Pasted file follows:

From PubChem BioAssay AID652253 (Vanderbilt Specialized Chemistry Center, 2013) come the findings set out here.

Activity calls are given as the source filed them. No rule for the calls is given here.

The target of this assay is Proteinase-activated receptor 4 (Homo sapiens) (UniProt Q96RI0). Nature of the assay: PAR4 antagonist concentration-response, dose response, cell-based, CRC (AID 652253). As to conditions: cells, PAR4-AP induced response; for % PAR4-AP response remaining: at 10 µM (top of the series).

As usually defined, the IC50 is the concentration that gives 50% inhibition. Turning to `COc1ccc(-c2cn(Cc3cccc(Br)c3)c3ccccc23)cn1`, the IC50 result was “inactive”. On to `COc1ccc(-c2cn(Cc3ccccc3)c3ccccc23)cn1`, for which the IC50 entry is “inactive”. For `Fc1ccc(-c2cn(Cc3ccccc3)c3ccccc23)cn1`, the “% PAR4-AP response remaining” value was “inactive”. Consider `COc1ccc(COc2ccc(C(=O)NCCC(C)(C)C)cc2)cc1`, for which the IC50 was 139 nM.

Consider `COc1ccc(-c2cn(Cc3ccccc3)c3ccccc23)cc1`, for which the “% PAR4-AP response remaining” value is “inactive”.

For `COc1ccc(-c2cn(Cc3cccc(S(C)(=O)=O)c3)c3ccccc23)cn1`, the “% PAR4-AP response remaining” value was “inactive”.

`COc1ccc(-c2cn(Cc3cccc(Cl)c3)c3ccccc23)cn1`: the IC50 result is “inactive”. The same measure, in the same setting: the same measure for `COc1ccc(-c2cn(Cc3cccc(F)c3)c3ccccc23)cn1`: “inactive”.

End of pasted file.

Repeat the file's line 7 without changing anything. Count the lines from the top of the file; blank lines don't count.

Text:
`COc1ccc(-c2cn(Cc3cccc(Cl)c3)c3ccccc23)cn1`: the IC50 result is “inactive”. The same measure, in the same setting: the same measure for `COc1ccc(-c2cn(Cc3cccc(F)c3)c3ccccc23)cn1`: “inactive”.